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Tom Crean: Unsung Hero of the Scott and…
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Tom Crean: Unsung Hero of the Scott and Shackleton Antarctic Expeditions (édition 2002)

par Michael Smith (Auteur)

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The story of the remarkable Tom Crean who ran away to sea aged 15 and played a memorable role in Antarctic exploration. He spent more time in the unexplored Antarctic than Scott or Shackleton, and outlived both. Among the last to see Scott alive, Crean was in the search party that found the frozen body. An unforgettable story of triumph over unparalleled hardship and deprivation.… (plus d'informations)
Membre:Ginaspolarlibrary
Titre:Tom Crean: Unsung Hero of the Scott and Shackleton Antarctic Expeditions
Auteurs:Michael Smith (Auteur)
Info:Mountaineers Books (2002), 302 pages
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An Unsung Hero: Tom Crean - Antarctic Survivor par Michael Smith

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Author Caroline Alexander described Tom Crean as "a man who would perservere until the very bitter end”. His Antarctic exploits have been amply covered in dozens, likely even hundreds, of previous accounts of Antarctic exploration, and apart from these, not much of interest is known about him. Crean wrote next to nothing down, never gave interviews, and was, when it came to describing his own adventures, terse in the extreme.

Michael Smith does not let these facts deter him from writing a Tom Crean biography, and while he has written an entertaining book, it consists largely of general recaps of the two failed Scott expeditions and the aborted Shackleton transantarctic expedition. For those who are familiar with these stories, there is likely not much new here. It is the same old foolishness: Scott and Shackleton create colossal cockups that result in appalling misery and worse for their crews. Shackleton, at least, was as gifted at getting out of messes as he was at getting into them. Crean's feats are lightly interspersed throughout, and though there is some information about his life before and after Antarctica, it is fairly mundane.

For the most part Smith toes the British line with regard to this “heroic” age of Antarctic exploration, failing to strongly call out leaders like Shackleton and Scott for expedition plans and tactics that inevitably placed men like Crean in harrowing situations. There are few equivalents of these Tom Crean stories from Amundsen's expedition to the South Pole. How could there be? Amundsen made sure that his men were warm, well fed, rested, and that they had the right tools for the job: dogs and skis.

That this book does little to unwrap this enigmatic rock of a man is fitting. Unlike Shackleton and Scott, who were their own greatest apologists, all we have of Crean are his deeds, and this seems somehow to be just about right. ( )
  maritimer | Mar 7, 2015 |
Fascinating story of little known Irish polar explorer Tom Cream whose achievements were breathtaking. Highly recommended. ( )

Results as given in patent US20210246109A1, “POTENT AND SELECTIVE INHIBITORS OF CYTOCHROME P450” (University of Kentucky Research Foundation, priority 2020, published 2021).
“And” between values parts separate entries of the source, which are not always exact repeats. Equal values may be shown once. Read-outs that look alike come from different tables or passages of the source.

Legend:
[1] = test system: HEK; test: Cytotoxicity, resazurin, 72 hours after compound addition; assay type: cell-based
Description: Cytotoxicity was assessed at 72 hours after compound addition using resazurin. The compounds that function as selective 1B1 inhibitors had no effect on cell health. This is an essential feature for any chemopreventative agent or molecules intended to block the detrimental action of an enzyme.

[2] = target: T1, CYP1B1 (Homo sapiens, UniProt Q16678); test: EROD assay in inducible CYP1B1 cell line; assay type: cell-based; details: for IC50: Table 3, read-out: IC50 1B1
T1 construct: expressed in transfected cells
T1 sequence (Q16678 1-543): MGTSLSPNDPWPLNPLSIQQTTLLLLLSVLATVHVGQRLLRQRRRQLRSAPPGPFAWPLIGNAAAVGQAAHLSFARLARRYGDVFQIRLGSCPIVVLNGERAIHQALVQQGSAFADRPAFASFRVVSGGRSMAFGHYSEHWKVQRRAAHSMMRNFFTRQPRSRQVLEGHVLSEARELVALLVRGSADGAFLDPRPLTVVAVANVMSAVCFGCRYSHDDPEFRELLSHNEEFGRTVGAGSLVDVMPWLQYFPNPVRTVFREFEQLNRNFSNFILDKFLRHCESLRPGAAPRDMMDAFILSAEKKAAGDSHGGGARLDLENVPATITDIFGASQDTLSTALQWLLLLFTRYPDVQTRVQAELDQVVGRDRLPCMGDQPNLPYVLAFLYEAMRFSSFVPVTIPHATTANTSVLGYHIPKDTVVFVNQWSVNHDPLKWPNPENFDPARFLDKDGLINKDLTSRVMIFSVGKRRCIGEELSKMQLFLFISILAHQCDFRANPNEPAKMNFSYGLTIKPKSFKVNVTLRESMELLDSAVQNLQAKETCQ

edwardsgt | Feb 1, 2014 |
What an amazing story. Tom Crean went on 2 expeditions to the South Pole with Scott and one with Shackleton. What he did on those expeditions was remarkable! A truly unsung hero, he neither wrote a journal (unlike many of his colleagues) nor wrote a book of his exploits (nor did he talk about what he did!). ( )
  cbinstead | Dec 10, 2012 |
There were many famous men who came back from adventures in Polar explorations. Most wrote books or had many books written about them. The exception was Tom Crean, who accompanied two of the more famous Polar explorers. Crean was a simple man from Ireland who wanted to escape the farm and go to sea. He rapidly rose to a position of trust and was known for his ability to survive in the harshest conditions. He was not selected to accompany Scott in his ill-fated trek to the Pole, but was responsible for hauling supplies and saving many expedition members from certain death. In the expedition with Shackleton, he exemplified his toughness by being one of three men to haul a boat over the ice and assisting the crew of the Endurance to get to Elephant Island. From there he, Shackleton and Worsley navigated over 900 miles to South Georgia Island. They then made a remarkable journey across the island to a whaling station. After a short respite the men traveled back to Elephant Island and rescued the rest of the crew. All the principals involved declared Crean to be the real hero of this epic adventure. After these exploits he settled back in Ireland to run a pub with his wife. I hope to visit this South Pole Inn some day. ( )
1 voter dickcraig | Oct 20, 2010 |
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The story of the remarkable Tom Crean who ran away to sea aged 15 and played a memorable role in Antarctic exploration. He spent more time in the unexplored Antarctic than Scott or Shackleton, and outlived both. Among the last to see Scott alive, Crean was in the search party that found the frozen body. An unforgettable story of triumph over unparalleled hardship and deprivation.

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